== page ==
did inquire about the defendant's understanding of her pleas as required by
Crim. R. 11(C)(2). The record reflects that all the parties, including the judge
and the prosecutor, shared the impression that appellant could appeal rulings
other than a pretrial motion. Crim.R. 12(H). In fact, at the sentencing hearing,
the judge advised the defendant: "I want to be sure that you understand that
you have the right to appeal the decision of this Court."

Judge Hoffman noted in his dissent below, "[a]ppellant's agreement to
the plea bargain implies her understanding that she could appeal those issues.
Likewise, though the trial court did not expressly confirm the prosecutor's
representation of the availability of appeal on those issues, its failure to advise

6

the prosecutor, defense attorney and/or the defendant to the contrary would be
considered by most defendants to be a tacit affirmation/recognition of her
ability to appeal those very issues."

Although the trial court may have followed the letter of Caudill, it did
not follow its intent. There can be no doubt that the defendant's plea was
predicated on a belief that she could appeal the trial court's rulings that her
counsel believed had stripped her of any meaningful defense. Therefore, her
plea was not made knowingly or intelligently. Consequently, we remand this
cause to the trial court with instructions that Mrs. Engle be given the
opportunity to withdraw her plea and proceed to trial. The state, of course, is
also free to reinstate the original charges. In light of this decision, appellant's
second and third propositions of law are rendered moot.

Judgment reversed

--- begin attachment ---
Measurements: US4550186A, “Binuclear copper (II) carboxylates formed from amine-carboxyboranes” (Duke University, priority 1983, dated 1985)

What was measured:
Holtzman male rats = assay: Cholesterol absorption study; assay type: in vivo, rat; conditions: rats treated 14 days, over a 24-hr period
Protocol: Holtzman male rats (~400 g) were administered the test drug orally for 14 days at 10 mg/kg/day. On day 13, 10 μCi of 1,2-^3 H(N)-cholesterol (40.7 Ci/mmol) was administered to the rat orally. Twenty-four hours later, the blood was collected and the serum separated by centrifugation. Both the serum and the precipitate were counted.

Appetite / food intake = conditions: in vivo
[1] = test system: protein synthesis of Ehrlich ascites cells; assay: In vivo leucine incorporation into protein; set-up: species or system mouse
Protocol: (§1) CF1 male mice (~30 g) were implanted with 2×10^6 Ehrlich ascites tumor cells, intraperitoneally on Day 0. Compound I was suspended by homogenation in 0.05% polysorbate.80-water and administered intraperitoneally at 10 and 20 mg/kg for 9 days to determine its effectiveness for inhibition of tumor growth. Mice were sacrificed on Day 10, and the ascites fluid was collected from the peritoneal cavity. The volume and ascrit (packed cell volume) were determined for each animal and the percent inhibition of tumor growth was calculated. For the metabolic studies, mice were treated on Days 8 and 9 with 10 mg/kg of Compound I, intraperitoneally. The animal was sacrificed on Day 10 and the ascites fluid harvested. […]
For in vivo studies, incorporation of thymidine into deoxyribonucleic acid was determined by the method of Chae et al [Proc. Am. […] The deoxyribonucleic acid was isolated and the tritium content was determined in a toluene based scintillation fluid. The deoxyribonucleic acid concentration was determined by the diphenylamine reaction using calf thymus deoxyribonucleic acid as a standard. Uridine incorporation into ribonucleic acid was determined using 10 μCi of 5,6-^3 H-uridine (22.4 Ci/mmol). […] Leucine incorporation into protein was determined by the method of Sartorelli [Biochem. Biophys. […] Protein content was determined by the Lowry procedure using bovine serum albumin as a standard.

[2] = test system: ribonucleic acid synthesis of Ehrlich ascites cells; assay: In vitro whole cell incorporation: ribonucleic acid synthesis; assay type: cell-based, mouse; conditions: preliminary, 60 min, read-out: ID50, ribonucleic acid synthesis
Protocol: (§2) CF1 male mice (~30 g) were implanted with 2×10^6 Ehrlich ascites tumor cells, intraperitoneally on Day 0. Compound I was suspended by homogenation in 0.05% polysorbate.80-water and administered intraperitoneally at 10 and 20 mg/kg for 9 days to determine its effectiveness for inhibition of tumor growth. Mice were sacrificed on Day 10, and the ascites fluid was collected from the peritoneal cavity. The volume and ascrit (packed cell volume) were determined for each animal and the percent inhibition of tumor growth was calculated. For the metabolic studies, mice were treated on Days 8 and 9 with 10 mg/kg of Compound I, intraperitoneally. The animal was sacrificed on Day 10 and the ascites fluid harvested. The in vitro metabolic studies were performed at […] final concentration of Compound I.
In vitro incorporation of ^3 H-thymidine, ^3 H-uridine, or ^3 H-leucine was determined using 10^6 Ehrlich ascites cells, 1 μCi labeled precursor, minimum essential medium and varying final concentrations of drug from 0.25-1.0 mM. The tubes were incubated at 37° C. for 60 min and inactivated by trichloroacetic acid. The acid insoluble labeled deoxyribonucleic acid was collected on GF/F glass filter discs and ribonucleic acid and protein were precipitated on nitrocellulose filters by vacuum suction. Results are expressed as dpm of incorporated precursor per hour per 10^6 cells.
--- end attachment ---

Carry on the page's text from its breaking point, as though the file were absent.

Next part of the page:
and cause remanded.

MOYER, C.J., DOUGLAS, F.E. SWEENEY, PFEIFER AND COOK, JJ., CONCUR.
MOYER, C.J., DOUGLAS, RESNICK and COOK, JJ., concur separately.

7


ALICE ROBIE RESNICK, J., concurring. I reluctantly concur in the
majority's judgment and opinion. Because of the serious nature of the offenses
committed in this case, I find it difficult to reverse the convictions. However, I
believe we are compelled to reach such a result because of what appears to be a
grave misunderstanding of the law on the part of the trial court, the prosecutor,
and the defense attorney. This case presents the issue of whether a defendant's
plea of no contest precludes appellate review of the merits of pretrial motions
in limine and for judgment of acquittal. The confusion in this area is somewhat
understandable, since this issue has never been clearly addressed by this court.
I therefore write separately because I do not believe the majority adequately
sets forth the law applicable to this situation.

In Ohio, a defendant's plea of no contest does not preclude appellate
review of the merits of a pretrial motion to suppress. Crim.R. 12(H); State v.
Ulis (1992), 65 Ohio St.3d 83, 600 N.E.2d 1040; Defiance v. Kretz (1991), 60